For a number of people the hum of fluorescent lights, 4 foot cubicle walls and the tethers of a poorly made telephone headset are pieces of a bad dream or memories that they hope to never relive. For me it is just one of the motivating aspects that pushes me to do more and try harder every time I feel like quitting.
Those who know me well know if you get me in a quiet melancholy moment I will tell a few stories about hard times while in the United States Marine Corps, and how those hard times push me when I feel a bit weak. But is really the fear and loathing of going back to being on the phone 8-10 hours day confined to a horrible schedule and having no realistic opportunity for advancement.
Every time I consider where I could be I take a moment, take a deeper breathe and trudge forward toward success. On the path after leaving the bank I found myself at a financial services firm during the worst economic downturn my generation had ever seen. The numbers of new agents that came and left the agency during that time was astounding, I can count only three that are still in practice, including myself.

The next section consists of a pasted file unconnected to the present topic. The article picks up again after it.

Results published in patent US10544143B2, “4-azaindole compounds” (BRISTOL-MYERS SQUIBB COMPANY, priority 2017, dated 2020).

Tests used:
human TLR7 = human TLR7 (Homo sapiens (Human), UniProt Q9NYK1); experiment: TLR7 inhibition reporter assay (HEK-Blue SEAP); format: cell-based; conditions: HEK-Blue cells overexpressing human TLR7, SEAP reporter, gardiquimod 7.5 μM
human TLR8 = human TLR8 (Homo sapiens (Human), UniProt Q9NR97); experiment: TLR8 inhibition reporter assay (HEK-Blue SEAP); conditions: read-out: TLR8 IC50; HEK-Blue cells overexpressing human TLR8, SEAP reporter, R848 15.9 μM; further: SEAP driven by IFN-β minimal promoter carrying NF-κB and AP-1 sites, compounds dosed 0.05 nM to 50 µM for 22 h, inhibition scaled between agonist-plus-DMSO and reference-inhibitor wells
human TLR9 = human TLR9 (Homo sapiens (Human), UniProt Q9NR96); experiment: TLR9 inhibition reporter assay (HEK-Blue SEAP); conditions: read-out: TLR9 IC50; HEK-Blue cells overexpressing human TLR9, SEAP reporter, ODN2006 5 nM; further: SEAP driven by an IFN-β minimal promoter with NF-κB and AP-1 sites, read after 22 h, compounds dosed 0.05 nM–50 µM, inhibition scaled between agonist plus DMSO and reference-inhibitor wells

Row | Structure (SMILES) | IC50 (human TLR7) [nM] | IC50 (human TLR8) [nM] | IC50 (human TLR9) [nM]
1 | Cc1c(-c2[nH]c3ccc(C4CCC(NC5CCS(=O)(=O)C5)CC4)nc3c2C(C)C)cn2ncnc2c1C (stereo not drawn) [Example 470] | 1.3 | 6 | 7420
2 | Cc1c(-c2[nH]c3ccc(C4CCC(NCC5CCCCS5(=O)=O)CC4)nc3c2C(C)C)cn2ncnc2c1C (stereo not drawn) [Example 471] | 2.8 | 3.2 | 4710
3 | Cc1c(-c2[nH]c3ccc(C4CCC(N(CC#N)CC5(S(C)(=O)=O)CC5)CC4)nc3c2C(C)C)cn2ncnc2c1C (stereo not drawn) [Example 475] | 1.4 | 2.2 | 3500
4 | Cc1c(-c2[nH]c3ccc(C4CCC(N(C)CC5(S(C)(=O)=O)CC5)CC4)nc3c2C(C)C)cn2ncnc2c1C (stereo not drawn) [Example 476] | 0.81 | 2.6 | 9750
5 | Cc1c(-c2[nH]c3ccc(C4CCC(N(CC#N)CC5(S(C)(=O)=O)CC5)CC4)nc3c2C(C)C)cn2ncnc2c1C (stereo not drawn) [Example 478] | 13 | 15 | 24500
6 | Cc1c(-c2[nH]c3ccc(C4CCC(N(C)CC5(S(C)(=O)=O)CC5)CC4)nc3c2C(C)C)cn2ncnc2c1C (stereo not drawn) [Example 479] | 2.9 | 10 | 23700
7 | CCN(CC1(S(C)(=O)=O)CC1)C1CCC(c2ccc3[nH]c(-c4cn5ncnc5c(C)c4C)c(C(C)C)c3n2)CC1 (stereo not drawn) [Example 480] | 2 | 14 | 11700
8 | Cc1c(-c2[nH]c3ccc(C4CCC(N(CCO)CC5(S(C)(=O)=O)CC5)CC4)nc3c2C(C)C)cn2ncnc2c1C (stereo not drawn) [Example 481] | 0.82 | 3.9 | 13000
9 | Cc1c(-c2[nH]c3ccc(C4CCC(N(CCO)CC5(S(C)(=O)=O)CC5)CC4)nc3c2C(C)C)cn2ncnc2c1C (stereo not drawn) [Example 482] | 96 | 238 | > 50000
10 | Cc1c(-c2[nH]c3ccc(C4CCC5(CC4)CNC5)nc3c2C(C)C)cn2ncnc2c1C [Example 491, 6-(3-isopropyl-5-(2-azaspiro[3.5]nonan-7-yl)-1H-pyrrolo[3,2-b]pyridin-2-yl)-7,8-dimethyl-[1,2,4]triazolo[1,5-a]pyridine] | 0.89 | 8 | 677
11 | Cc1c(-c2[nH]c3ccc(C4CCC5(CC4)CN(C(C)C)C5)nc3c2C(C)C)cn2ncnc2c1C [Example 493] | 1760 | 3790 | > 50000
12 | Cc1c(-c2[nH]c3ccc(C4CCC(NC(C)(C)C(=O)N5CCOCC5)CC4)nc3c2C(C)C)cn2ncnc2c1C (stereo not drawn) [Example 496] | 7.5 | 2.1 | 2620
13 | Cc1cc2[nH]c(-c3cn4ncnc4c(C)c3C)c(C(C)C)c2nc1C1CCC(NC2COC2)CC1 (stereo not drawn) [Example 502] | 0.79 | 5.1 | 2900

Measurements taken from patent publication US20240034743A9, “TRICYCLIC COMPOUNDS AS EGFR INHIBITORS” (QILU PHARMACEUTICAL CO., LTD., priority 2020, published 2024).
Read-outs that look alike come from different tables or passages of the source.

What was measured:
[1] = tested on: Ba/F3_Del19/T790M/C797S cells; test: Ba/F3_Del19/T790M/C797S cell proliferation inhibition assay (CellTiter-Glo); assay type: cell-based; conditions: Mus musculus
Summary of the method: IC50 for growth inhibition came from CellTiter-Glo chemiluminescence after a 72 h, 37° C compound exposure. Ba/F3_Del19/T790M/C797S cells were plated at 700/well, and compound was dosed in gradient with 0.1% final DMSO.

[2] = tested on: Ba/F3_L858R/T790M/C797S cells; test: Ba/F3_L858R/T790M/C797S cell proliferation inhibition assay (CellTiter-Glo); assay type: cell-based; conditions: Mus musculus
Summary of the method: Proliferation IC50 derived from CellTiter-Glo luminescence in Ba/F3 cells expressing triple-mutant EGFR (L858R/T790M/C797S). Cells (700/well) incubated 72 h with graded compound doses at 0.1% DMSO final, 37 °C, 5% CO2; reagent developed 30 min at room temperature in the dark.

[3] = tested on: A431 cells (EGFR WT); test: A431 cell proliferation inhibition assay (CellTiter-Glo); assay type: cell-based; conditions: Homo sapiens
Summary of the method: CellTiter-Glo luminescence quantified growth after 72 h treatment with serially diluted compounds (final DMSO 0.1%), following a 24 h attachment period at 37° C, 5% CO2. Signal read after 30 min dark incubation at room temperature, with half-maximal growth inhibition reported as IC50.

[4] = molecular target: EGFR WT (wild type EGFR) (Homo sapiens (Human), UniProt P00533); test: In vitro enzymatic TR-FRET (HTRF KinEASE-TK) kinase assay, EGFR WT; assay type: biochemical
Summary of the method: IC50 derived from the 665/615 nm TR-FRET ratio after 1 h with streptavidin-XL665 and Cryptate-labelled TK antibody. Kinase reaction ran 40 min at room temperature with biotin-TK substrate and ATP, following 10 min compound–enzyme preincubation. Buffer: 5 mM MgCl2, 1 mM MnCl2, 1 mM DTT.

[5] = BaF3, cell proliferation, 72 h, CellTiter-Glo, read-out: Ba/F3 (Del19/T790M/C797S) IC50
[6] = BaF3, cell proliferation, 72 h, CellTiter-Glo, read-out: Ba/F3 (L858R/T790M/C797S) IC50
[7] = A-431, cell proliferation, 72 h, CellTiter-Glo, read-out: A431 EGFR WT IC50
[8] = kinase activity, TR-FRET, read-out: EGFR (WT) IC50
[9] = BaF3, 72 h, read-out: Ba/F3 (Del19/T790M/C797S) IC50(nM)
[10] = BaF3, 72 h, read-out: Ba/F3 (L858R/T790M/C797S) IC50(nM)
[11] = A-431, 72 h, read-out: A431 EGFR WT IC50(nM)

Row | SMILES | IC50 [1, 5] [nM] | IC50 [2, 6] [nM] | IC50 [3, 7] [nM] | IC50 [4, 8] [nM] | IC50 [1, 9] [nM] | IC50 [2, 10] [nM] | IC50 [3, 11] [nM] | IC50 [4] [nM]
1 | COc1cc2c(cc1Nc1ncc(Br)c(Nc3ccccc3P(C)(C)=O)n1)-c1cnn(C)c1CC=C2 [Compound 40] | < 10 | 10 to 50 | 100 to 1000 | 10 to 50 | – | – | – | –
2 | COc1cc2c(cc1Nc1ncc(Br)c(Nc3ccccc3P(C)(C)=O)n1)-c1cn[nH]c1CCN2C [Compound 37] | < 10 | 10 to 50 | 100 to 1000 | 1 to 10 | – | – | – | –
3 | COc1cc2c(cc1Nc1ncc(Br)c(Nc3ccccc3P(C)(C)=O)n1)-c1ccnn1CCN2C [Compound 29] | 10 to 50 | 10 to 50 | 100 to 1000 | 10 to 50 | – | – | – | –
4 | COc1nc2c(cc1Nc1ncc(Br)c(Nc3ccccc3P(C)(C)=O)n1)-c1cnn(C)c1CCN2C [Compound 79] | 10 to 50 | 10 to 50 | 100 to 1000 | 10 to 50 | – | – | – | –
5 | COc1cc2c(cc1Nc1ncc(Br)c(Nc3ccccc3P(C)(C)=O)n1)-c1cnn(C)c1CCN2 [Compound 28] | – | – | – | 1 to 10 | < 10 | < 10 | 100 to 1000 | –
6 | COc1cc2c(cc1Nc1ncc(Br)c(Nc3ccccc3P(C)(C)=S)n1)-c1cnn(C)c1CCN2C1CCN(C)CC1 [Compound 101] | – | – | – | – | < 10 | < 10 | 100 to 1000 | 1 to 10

It doesn’t take a great client portfolio to survive a devastating financial crisis. It takes a will to not quit. That was taught to me by my deceased father and grandfather.
I can look at my wife and kids and know they will love me unconditionally, mostly. I know if I came home and said I am tired and I want to do something else they will support me. That was family does.
I can’t look at myself not in a mirror, not in a windowed reflection and accept quitting, no matter the circumstance. There is absolutely room to make adjustments, to change course, but there is no room to quit, to throw in the towel to say “No Mas”
So I rose from the fire of mediocrity with a deep set, and burning desire never to go back, and to keep pushing forward to be a better salesman, a better coach, a better business man, just to be better.